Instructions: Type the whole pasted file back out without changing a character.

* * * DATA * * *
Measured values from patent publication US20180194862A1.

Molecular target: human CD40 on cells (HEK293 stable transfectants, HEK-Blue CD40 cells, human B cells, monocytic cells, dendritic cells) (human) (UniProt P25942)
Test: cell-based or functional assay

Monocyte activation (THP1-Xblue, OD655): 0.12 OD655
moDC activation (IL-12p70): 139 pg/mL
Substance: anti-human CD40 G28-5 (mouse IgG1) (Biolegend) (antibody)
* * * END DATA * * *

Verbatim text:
Measured values from patent publication US20180194862A1.

Molecular target: human CD40 on cells (HEK293 stable transfectants, HEK-Blue CD40 cells, human B cells, monocytic cells, dendritic cells) (human) (UniProt P25942)
Test: cell-based or functional assay

Monocyte activation (THP1-Xblue, OD655): 0.12 OD655
moDC activation (IL-12p70): 139 pg/mL
Substance: anti-human CD40 G28-5 (mouse IgG1) (Biolegend) (antibody)